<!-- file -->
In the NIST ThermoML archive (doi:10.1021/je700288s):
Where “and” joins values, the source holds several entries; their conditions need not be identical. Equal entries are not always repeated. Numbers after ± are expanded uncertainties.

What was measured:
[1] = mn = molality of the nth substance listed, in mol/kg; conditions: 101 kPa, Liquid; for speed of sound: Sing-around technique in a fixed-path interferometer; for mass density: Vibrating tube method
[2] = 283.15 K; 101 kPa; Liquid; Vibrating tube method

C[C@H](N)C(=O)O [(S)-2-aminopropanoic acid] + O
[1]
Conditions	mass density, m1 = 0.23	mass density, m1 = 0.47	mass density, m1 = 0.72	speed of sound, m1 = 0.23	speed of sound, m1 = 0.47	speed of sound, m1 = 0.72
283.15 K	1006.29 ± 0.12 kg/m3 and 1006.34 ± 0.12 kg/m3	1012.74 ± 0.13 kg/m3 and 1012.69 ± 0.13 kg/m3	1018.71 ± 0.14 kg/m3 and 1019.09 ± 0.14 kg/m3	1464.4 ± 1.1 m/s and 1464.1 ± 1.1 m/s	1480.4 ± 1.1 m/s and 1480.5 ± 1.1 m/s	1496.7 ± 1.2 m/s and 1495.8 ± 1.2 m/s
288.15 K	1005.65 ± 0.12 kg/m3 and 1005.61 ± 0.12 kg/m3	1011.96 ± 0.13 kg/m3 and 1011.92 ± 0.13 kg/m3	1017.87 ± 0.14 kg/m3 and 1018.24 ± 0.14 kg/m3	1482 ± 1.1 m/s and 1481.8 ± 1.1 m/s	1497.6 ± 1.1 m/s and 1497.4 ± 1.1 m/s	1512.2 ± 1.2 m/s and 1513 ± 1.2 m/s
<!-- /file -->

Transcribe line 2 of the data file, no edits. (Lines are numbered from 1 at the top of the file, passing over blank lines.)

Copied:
Where “and” joins values, the source holds several entries; their conditions need not be identical. Equal entries are not always repeated. Numbers after ± are expanded uncertainties.